Why I do not like Lotus Notes


Recently I have been forced to make use of the Lotus Notes Groupware software in a corporate environment. After using mutt and mozilla as e-mail clients ("MUA") it did not take long for me to grow "slightly unhappy" with Notes. A list of deficiencies follows.

Notes Client does not generate E-Mail but "Notes Messages"

As an unprivileged user of Notes you are in a uncomfortable position when communicating by E-Mail as you have no idea what the recipient will receive.

You'll compose a wonderfully formatted Notes message, the client hands it on to your corporate server which will convert the whole thing to the e-mail your correspondent will receive. This conversion will often badly mangle messages (introducing newlines, et.al) but as Notes user you have no way to see that as the conversion happens later on the server. (I used to work around this by using a free webmail I sent ccs to, however corporate policy has since forbidden any usage of webmail.)

The e-mail/messaging part is missing basic features

Ever wondered why these corporate guys always send along the complete correspondence at the bottom of the new message (including Megabytes of attachments) with every single message? The reason's simple - their mail clients suck.

Yes, Notes does not support threading. So instead of a nice short list of conversations you get a bulky, neverending, unstructured list of unconnected messages.

On top of that some parts of Notes are slow, searching the subject of an open mailbox containing 40000 messages should not take more than parts of seconds, Notes takes tens of seconds for me. (Yes, I chose the correct search method.) I do not know why, I guess it is offloading the search on the busy server instead of doing this cheap and fast operation itself. (It has already gotten all the necessary information, the mailbox is open, the list of message-subjects is known.)

Or have you ever wondered why these inpolite people send mail with "To: your@addr.ess" instead of addressing you with your name as in "To: Foo Bar <your@addr.ess>"? That is the client's fault too. If you add "given name: Foo, surname: Bar, mail address: your@addr.ess" to the adddressbook and use "Foo Bar" in the list of recipients Notes will replace the name with the address, instead of generating a proper "To:".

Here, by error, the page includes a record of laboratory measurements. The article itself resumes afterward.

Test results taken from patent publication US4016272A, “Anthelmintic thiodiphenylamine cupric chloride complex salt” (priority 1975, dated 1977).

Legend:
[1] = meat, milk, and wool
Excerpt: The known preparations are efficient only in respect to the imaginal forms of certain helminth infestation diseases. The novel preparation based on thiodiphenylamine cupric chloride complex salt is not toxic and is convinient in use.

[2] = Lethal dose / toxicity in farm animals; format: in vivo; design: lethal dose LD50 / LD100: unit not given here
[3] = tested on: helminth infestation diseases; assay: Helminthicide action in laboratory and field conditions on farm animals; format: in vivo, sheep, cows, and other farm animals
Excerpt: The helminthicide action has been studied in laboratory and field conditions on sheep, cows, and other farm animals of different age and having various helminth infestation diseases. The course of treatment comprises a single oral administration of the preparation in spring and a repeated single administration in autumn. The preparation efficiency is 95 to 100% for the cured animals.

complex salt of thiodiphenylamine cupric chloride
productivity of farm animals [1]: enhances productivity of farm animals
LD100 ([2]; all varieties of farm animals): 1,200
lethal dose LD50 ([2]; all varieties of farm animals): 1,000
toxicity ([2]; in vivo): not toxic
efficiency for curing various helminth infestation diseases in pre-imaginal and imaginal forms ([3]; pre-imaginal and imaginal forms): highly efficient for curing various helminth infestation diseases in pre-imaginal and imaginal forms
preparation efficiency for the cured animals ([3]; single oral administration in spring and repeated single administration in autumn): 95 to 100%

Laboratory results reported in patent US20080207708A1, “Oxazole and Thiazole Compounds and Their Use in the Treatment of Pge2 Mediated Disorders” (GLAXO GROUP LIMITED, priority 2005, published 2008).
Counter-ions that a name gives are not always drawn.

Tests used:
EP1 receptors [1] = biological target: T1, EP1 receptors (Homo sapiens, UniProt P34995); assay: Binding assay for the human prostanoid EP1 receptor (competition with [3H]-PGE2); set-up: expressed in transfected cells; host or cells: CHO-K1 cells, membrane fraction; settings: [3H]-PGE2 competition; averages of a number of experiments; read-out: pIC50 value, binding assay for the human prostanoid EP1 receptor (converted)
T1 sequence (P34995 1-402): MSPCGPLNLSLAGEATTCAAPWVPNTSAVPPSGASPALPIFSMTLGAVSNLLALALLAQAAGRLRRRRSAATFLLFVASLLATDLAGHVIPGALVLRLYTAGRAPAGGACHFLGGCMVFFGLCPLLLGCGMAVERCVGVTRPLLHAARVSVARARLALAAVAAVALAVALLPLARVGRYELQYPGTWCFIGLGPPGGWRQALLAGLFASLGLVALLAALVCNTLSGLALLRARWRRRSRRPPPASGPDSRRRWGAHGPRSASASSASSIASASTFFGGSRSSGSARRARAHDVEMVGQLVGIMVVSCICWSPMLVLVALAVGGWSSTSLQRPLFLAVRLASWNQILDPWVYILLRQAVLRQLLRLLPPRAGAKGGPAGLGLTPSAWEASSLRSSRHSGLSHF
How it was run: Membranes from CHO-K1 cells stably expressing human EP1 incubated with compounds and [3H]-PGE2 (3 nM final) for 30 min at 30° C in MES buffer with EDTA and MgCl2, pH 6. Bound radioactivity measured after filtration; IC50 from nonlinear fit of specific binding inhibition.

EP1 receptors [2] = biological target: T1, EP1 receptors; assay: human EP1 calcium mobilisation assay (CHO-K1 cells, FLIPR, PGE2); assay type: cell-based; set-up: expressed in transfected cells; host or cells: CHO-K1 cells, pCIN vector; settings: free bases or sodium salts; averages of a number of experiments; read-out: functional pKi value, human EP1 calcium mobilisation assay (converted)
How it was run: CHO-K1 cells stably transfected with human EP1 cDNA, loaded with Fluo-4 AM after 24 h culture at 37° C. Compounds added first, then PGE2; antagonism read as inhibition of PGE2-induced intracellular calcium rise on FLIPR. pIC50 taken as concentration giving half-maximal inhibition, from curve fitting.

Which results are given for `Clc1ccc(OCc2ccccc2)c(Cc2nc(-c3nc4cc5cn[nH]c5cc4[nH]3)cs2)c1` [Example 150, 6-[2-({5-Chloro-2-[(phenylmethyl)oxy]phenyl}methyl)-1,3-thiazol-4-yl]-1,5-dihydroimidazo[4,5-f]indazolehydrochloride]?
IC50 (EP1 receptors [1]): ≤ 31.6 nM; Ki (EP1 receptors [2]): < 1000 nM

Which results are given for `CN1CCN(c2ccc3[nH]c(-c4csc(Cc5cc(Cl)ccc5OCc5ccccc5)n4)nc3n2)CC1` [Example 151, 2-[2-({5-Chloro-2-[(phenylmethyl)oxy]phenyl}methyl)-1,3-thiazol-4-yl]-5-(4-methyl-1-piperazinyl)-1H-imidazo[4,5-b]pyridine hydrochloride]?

Filtering and sorting cannot be done at the same time. Imagine a mailbox containing 10000 messages and you searching for the message containing frobnicate and written in January or February 2005. The straightforward way to find it would be to search for frobnicate to limit the number of messages to 400 and sort the search results by date. However that is not possible. You cannot sort search results in anyway. Have fun scanning through 400 message titles seaching for messages written in January.

On a sidenote Notes' addressbook is also unable to sort by surname.

The program is localized, the online help is not.

Menus, buttons, dialogues, etc. are translated (to German, in my version), but the corresponding help file is not.

Notes does not follow basic UI conventions

Notes has some very funny ideas on what which user-action triggers:

Attachment viewing is painful

Attachments to a Notes document are shown with their corresponding icon. Double-clicking on this icon pops up a window containing buttons for selecting the different viewing options (display, open, modify, delete). This window is permanent, i.e. you end up with this:

  1. double-click on attachmnent icon
  2. select action
  3. viewer launched and terminate
  4. manually close the popup-window

There are no shortcuts (e.g. Ctrl-klick for "View") and it is not possible to get rid of this popup window, re-configuring Notes to select e.g. "View" on double-click. There is no reason for the popup-window to be sticky by default in the first place as running to different actions on the same attachment is the exception, and not the rule. Actually there is no reason for the existance of popup-window as the same functionality is also available from the context menu.

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© 2005 Andreas Metzler <ametzler at bebt.de>
Last modified: Mar 12 2006